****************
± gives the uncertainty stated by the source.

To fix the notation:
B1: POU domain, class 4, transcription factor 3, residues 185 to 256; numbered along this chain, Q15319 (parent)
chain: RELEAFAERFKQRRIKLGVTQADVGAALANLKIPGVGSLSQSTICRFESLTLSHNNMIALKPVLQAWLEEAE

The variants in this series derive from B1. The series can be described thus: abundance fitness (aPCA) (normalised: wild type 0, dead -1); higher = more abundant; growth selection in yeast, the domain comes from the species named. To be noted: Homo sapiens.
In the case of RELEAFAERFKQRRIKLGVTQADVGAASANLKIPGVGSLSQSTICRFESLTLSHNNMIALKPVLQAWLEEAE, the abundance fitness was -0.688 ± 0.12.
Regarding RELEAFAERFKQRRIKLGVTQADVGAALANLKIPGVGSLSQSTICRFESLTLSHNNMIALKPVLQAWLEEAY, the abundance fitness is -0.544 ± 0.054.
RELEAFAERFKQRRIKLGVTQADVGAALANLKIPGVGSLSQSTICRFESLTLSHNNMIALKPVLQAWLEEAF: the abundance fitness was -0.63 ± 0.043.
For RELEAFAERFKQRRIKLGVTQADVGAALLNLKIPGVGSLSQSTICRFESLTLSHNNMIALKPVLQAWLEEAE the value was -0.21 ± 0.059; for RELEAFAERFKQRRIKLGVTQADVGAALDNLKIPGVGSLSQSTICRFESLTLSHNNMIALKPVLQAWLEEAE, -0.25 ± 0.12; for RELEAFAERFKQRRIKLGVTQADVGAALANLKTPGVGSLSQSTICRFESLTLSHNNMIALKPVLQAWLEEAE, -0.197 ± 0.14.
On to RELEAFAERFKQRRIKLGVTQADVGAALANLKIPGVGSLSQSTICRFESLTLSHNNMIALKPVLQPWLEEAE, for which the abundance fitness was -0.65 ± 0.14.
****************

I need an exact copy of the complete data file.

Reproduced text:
± gives the uncertainty stated by the source.

To fix the notation:
B1: POU domain, class 4, transcription factor 3, residues 185 to 256; numbered along this chain, Q15319 (parent)
chain: RELEAFAERFKQRRIKLGVTQADVGAALANLKIPGVGSLSQSTICRFESLTLSHNNMIALKPVLQAWLEEAE

The variants in this series derive from B1. The series can be described thus: abundance fitness (aPCA) (normalised: wild type 0, dead -1); higher = more abundant; growth selection in yeast, the domain comes from the species named. To be noted: Homo sapiens.
In the case of RELEAFAERFKQRRIKLGVTQADVGAASANLKIPGVGSLSQSTICRFESLTLSHNNMIALKPVLQAWLEEAE, the abundance fitness was -0.688 ± 0.12.
Regarding RELEAFAERFKQRRIKLGVTQADVGAALANLKIPGVGSLSQSTICRFESLTLSHNNMIALKPVLQAWLEEAY, the abundance fitness is -0.544 ± 0.054.
RELEAFAERFKQRRIKLGVTQADVGAALANLKIPGVGSLSQSTICRFESLTLSHNNMIALKPVLQAWLEEAF: the abundance fitness was -0.63 ± 0.043.
For RELEAFAERFKQRRIKLGVTQADVGAALLNLKIPGVGSLSQSTICRFESLTLSHNNMIALKPVLQAWLEEAE the value was -0.21 ± 0.059; for RELEAFAERFKQRRIKLGVTQADVGAALDNLKIPGVGSLSQSTICRFESLTLSHNNMIALKPVLQAWLEEAE, -0.25 ± 0.12; for RELEAFAERFKQRRIKLGVTQADVGAALANLKTPGVGSLSQSTICRFESLTLSHNNMIALKPVLQAWLEEAE, -0.197 ± 0.14.
On to RELEAFAERFKQRRIKLGVTQADVGAALANLKIPGVGSLSQSTICRFESLTLSHNNMIALKPVLQPWLEEAE, for which the abundance fitness was -0.65 ± 0.14.